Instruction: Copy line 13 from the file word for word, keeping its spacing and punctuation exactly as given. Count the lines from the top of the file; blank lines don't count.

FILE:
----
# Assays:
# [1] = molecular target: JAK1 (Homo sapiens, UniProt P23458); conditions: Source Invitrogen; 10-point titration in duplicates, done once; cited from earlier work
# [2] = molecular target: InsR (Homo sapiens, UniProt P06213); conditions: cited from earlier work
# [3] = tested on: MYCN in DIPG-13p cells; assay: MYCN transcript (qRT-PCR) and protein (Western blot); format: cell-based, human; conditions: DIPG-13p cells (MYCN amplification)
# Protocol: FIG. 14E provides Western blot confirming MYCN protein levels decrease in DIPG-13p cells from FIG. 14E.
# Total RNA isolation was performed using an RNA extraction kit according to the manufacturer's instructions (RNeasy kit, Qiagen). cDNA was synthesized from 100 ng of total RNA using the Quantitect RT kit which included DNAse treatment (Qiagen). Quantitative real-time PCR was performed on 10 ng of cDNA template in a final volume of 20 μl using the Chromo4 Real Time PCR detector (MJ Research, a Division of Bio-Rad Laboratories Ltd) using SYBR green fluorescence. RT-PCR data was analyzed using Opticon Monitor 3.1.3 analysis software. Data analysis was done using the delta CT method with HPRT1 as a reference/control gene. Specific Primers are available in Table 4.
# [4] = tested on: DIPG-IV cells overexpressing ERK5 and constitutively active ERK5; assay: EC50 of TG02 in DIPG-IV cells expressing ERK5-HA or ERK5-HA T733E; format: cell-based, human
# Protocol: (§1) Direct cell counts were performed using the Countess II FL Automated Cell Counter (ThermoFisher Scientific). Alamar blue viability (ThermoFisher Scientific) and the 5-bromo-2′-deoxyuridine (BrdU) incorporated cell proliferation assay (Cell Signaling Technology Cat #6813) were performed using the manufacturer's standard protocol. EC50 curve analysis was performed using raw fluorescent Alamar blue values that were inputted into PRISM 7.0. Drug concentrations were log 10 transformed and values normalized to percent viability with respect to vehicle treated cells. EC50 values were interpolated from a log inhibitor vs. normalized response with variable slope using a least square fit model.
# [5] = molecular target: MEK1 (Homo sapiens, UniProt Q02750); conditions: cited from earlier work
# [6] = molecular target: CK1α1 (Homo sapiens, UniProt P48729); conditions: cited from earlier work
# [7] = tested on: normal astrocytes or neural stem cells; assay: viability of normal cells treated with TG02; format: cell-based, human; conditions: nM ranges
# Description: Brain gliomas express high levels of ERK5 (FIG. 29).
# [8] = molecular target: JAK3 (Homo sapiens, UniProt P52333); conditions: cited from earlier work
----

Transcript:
# [8] = molecular target: JAK3 (Homo sapiens, UniProt P52333); conditions: cited from earlier work